« Back to Advisory Circulars main page

Will search within "General Operating and Flight Rules" only. Search all ACs.

26 - 41 of 41 results.

Export to MS Excel

Search results
Number Office Title Date
91-75 AFS-400 Attitude Indicator Provides a method to substitute an approved attitude indicator for the rate-of-turn indicator mandated by Title 14 of the Code of Federal Regulations (14 CFR) part 91, section 91.205(d)(3). This AC excludes airplanes covered by section 91.205(d)(3)(i) and (ii). This AC is applicable to part 23-certificated airplanes (or airplanes certificated under earlier equivalent regulations) that weigh less than 12,500 pounds and are operated under part 91. 06-25-2003
91-36D ATO-R Visual Flight Rules (VFR) Flight Near Noise-Sensitive Areas Encourages pilots making VFR flights near noise-sensitive areas to fly at altitudes higher than the minimum permitted by regulation and on flight paths, which will reduce aircraft noise in such area. 09-17-2004
91-77 AJR-1 General Aviation, Coded Departure Routes (CDR) Provides guidance to customers of the National Airspace System on the use of Coded Departure Routes. CDRs provide more flexibility for selecting an alternate departure for specific airport when traffic constraint such as thunderstorms, turbulence, and periods of excessive demand exist. Use of a CDR reduces key-entry inputs for controllers and minimizes read-back time between tower staff and pilots, which creates an abbreviated clearance. These abbreviated clearances provide an efficient means for air traffic control (ATC) to provide alternate routes if an airspace constraint occurs. 06-01-2007
91-78 AFS-800 Use of Class 1 or Class 2 Electronic Flight Bag (EFB) This advisory circular (AC) provides aircraft owners, operators, and pilots operating aircraft under Title 14 of the Code of Federal Regulations (14 CFR) part 91, with information for removal of paper aeronautical charts and other documentation from the cockpit through the use of either portable or installed cockpit displays (electronic flight bags (EFB). 07-20-2007
91-59A AFS-300 Inspection and Care of General Aviation Aircraft Exhaust Systems 07-23-2007
91-56B ANM-115 Continuing Structural Integrity Program for Airplanes Provides guidance material to manufacturers and operators of transport category airplanes for use in developing a continuing structural integrity program to ensure safe operation of older airplanes throughout their operational lives. This guidance material applies to large transport airplanes which were certified under the fail-safe and fatigue requirements of Civil Air Regulations (CAR) 4b o 14 CFR part 25 of the Federal Aviation Regulations (FAR), prior to Amendment 25-45, and which have a maximum gross weight greater than 75,000 pounds. Guidance material on this subject for other transports is provided in AC 91-60. The procedures set forth by this AC are applicable to the large transport category airplanes operated under Subpart D of part 91, and parts 121 and 125. 03-07-2008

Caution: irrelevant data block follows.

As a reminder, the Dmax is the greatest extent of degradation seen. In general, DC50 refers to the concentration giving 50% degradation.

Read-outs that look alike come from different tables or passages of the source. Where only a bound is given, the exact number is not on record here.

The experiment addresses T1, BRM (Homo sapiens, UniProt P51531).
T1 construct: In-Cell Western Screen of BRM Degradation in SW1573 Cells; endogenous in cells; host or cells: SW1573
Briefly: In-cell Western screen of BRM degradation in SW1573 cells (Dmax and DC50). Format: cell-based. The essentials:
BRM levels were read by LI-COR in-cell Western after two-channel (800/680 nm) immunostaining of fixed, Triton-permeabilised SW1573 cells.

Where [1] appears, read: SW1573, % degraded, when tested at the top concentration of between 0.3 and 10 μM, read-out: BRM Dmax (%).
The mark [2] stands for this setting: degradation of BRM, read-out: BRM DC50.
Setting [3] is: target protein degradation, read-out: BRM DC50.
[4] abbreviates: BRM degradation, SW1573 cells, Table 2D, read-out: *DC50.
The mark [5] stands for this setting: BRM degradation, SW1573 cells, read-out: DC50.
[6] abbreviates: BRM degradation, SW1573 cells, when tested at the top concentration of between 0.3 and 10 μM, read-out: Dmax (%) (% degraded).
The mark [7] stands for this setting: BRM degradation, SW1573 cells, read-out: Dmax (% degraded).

91-82 ACE-100 Fatigue Management Programs for Airplanes with Demonstrated Risk of Catastrophic Failure Due to Fatigue

a. This advisory circular (AC) provides guidance on developing and implementing a Fatigue Management Program (FMP). An applicant may develop an FMP as one method to address the unsafe condition that arises when the Federal Aviation Administration (FAA) has determined an airplane type design has an unsafe condition associated with a demonstrated risk of catastrophic failure due to fatigue (hereinafter referred to as demonstrated risk). An FMP incorporates damage-tolerance based inspections or a part replacement/modification program to mitigate the demonstrated risk. An FMP also incorporates inspections based on service history and engineering judgment to address the broader risk posed by potential cracking of other fatigue critical structure in the airplane. The FAA may mandate an FMP by Airworthiness Directive (AD) only in cases in which the FAA has determined that airworthiness action is necessary to address an unsafe condition. The FAA may also approve an FMP as an alternative method of compliance (AMOC) to an AD. b. This AC provides guidance for actions once the FAA determines that an AD is necessary to address the unsafe condition associated with a demonstrated risk. Existing FAA guidance supports development of damage-tolerance based inspection programs for transport category airplanes to look proactively for potential cracks. Such guidance includes AC 91-56B, Continuing Structural Integrity Program for Airplanes, and AC 25.571-1C, Damage Tolerance and Fatigue Evaluation of Structure. These existing ACs do not describe all the actions that should be used to address a demonstrated risk. c. This AC is not mandatory and does not constitute a regulation. It describes an acceptable means, but not the only means, for maintaining the continued operational safety for airplane type designs that have a demonstrated risk. However, if you use the means described in this AC, you must follow it in all important aspects. In this AC, we use terms such as “must” or “require” only in the sense of ensuring applicability of a particular method of compliance when you use a specific acceptable method of compliance described herein.